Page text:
It was a pure coincidence. Clubs went bankrupt, 6 month seasons, coaches got fired and other things made the decision for me.
Do you consider Nottingham Forest the most prestigious club you have played for?
Surely the club with the biggest name, but I never really made it there. I never played any first team games, just games for the reserves.
What would you consider as the worst experience you have had in your playing days?
Definitely Singapore! I was sent to prison for something I have not done and still suffering under that story. It made me a brandmarked guy in football. Worst of course everybody who looks at the facts knows I was set up.
What would you consider as the best experience? At what club or country?
I had plenty of unforgettable experiences, but in general my whole journey was the best experience. I loved to live and play in Canada, New Zealand and mostly of course Norway.
Is there a country you have not yet played or been to that you have always wanted to?
Plenty! Libya for example or Ghana. In Europe, Turkey and Greece and of course Russia.
How was your stint in Brazil? How did the fans and everyone else react to you there?
I love it in Brazil and people are great to me. Of course I got abused at away matches but that’s when I produced my best performances.
Have you noticed big differences in how football is played in all these countries? Also, have you noticed differences in how fans treat the game in all these nations?
In North America, the football is played in 2 different ways depending on the coach.
South American style which will be technical or British which will be long balls. Most fans there have no idea about football!
In Europe, the fans know the game and everything is well organized. In Asia, fans love football and the game is not very physical.
In Africa, the football is magic as the personal abilities are superb and the fans are passionate, but it’s still a bit unorganized. In Oceania, the game is very British of course. In Brazil, the whole country lives football like a religion.
I am very happy to have had the pleasure to have all these experiences.
How long do you plan on playing?
I dream of playing till 40, but so many things are happening right now that I am not sure if I am not getting retired very soon and start coaching and being an agent.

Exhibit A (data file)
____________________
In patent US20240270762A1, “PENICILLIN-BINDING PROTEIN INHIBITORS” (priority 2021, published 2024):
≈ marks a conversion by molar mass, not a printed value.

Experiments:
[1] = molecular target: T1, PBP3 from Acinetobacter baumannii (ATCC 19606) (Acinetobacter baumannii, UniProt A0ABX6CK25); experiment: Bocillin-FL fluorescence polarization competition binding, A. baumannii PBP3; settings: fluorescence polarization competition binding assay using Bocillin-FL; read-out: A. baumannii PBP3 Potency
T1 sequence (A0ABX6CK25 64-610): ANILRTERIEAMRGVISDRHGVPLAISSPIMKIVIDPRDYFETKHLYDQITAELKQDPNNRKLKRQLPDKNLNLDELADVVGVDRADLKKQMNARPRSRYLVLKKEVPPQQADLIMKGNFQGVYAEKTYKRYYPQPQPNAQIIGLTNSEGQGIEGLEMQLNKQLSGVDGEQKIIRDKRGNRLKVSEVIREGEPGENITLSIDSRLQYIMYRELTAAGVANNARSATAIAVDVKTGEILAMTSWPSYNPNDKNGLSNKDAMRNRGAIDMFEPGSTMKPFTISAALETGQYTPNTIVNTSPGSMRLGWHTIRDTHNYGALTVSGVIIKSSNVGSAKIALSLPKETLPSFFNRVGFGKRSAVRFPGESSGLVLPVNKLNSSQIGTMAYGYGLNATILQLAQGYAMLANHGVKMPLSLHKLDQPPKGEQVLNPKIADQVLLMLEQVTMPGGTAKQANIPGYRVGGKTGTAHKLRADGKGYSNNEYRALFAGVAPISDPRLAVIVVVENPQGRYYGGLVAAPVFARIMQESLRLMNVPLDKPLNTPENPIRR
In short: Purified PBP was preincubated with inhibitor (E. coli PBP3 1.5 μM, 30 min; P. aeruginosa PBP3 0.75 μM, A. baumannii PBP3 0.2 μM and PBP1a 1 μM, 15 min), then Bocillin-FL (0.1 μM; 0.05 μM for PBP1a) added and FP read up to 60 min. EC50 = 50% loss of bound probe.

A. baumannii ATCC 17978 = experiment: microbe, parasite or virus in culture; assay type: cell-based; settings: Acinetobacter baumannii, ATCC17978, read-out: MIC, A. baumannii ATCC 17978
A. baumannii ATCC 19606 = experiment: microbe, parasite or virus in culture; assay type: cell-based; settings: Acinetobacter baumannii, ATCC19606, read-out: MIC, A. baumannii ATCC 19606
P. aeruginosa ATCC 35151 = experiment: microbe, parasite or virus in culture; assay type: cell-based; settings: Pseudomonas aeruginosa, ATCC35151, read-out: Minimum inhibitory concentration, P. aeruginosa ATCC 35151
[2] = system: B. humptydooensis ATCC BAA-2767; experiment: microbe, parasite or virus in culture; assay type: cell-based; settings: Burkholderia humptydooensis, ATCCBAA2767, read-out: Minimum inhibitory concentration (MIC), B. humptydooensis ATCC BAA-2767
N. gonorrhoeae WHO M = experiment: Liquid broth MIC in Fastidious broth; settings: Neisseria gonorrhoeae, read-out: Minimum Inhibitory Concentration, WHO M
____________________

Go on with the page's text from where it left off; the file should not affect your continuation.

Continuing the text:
If football were started in Antarctica…would you consider playing on a 7th continent??
I was and am still planning a big charity match in Antarctica sometime.
What has been the craziest situation you have encountered in your time as a footballer?
In Albania people were throwing bottles and stones like crazy at away games also firework were coming at me..simply crazy!
When I died in Bradford will always be the craziest fooball experience in my life. I died on the field for my club, but luckily I came back.
Have you seen your form affected by the constant change in teams?
I believe not, but it always takes a while to get used to the way of playing of new teammates and a new manager.
How does your family like the traveling?
They love it…or let’s say I made them love it! hehe
After football, will you go into management? Any goals to become the first manager in all six continents?
Great idea! I will work on that. I already was head coach on 3 continents, player-coach in New Zealand and coach in Armenia, and now in Namibia, only 3 missing.
Football plays a huge role in your life, are you a big fan even outside playing?
Football is my life and my love. I never really did it to become rich and famous. Many times I chose smaller money for the sake of playing in a special place.
It is all about heart and I can proudly say that I am very different from lots of other pros.
Finally, have you achieved all that you wish in football?
Not yet. The Antarctica project is still a goal. My last dream is to play for 5 minutes in the Bundesliga to be honest, but it might never happen.
I have plenty of goals as a manager…lots of new stories to come about Lutz Pfannenstiel, trust me.